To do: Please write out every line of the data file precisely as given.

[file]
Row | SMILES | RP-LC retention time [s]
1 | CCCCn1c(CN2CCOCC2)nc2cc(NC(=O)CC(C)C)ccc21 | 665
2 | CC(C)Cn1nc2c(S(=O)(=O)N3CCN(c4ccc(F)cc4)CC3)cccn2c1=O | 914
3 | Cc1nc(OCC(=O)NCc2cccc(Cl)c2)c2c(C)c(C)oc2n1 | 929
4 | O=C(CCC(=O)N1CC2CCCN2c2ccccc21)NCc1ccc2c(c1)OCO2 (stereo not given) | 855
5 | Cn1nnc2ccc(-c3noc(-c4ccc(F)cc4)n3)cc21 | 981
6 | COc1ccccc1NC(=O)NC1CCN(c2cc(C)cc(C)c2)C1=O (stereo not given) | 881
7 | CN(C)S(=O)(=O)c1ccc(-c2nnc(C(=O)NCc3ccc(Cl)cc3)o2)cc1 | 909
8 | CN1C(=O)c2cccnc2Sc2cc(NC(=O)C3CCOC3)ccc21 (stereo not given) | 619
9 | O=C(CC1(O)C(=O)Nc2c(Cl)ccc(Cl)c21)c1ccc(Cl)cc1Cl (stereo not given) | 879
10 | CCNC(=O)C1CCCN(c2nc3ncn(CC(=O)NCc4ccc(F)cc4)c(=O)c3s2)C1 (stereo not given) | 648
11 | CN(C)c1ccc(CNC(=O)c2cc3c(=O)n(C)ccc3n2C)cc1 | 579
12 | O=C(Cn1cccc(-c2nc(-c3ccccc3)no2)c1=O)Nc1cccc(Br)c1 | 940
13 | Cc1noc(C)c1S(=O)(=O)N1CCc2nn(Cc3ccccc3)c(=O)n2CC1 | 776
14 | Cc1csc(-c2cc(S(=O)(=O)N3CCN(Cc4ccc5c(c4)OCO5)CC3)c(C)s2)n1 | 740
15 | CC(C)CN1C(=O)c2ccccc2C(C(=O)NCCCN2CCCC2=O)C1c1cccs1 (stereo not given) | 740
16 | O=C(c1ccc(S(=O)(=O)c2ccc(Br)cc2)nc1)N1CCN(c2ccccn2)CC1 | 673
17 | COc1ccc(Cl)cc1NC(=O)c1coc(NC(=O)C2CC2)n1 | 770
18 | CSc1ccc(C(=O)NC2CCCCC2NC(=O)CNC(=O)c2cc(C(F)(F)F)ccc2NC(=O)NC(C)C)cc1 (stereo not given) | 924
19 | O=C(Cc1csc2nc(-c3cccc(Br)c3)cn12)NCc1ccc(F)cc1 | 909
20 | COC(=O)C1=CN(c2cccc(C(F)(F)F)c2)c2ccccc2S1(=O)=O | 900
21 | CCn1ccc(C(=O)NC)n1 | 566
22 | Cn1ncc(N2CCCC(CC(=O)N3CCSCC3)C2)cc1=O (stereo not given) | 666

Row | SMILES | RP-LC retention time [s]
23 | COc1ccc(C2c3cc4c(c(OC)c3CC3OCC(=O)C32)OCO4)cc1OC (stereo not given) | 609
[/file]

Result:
Row | SMILES | RP-LC retention time [s]
1 | CCCCn1c(CN2CCOCC2)nc2cc(NC(=O)CC(C)C)ccc21 | 665
2 | CC(C)Cn1nc2c(S(=O)(=O)N3CCN(c4ccc(F)cc4)CC3)cccn2c1=O | 914
3 | Cc1nc(OCC(=O)NCc2cccc(Cl)c2)c2c(C)c(C)oc2n1 | 929
4 | O=C(CCC(=O)N1CC2CCCN2c2ccccc21)NCc1ccc2c(c1)OCO2 (stereo not given) | 855
5 | Cn1nnc2ccc(-c3noc(-c4ccc(F)cc4)n3)cc21 | 981
6 | COc1ccccc1NC(=O)NC1CCN(c2cc(C)cc(C)c2)C1=O (stereo not given) | 881
7 | CN(C)S(=O)(=O)c1ccc(-c2nnc(C(=O)NCc3ccc(Cl)cc3)o2)cc1 | 909
8 | CN1C(=O)c2cccnc2Sc2cc(NC(=O)C3CCOC3)ccc21 (stereo not given) | 619
9 | O=C(CC1(O)C(=O)Nc2c(Cl)ccc(Cl)c21)c1ccc(Cl)cc1Cl (stereo not given) | 879
10 | CCNC(=O)C1CCCN(c2nc3ncn(CC(=O)NCc4ccc(F)cc4)c(=O)c3s2)C1 (stereo not given) | 648
11 | CN(C)c1ccc(CNC(=O)c2cc3c(=O)n(C)ccc3n2C)cc1 | 579
12 | O=C(Cn1cccc(-c2nc(-c3ccccc3)no2)c1=O)Nc1cccc(Br)c1 | 940
13 | Cc1noc(C)c1S(=O)(=O)N1CCc2nn(Cc3ccccc3)c(=O)n2CC1 | 776
14 | Cc1csc(-c2cc(S(=O)(=O)N3CCN(Cc4ccc5c(c4)OCO5)CC3)c(C)s2)n1 | 740
15 | CC(C)CN1C(=O)c2ccccc2C(C(=O)NCCCN2CCCC2=O)C1c1cccs1 (stereo not given) | 740
16 | O=C(c1ccc(S(=O)(=O)c2ccc(Br)cc2)nc1)N1CCN(c2ccccn2)CC1 | 673
17 | COc1ccc(Cl)cc1NC(=O)c1coc(NC(=O)C2CC2)n1 | 770
18 | CSc1ccc(C(=O)NC2CCCCC2NC(=O)CNC(=O)c2cc(C(F)(F)F)ccc2NC(=O)NC(C)C)cc1 (stereo not given) | 924
19 | O=C(Cc1csc2nc(-c3cccc(Br)c3)cn12)NCc1ccc(F)cc1 | 909
20 | COC(=O)C1=CN(c2cccc(C(F)(F)F)c2)c2ccccc2S1(=O)=O | 900
21 | CCn1ccc(C(=O)NC)n1 | 566
22 | Cn1ncc(N2CCCC(CC(=O)N3CCSCC3)C2)cc1=O (stereo not given) | 666

Row | SMILES | RP-LC retention time [s]
23 | COc1ccc(C2c3cc4c(c(OC)c3CC3OCC(=O)C32)OCO4)cc1OC (stereo not given) | 609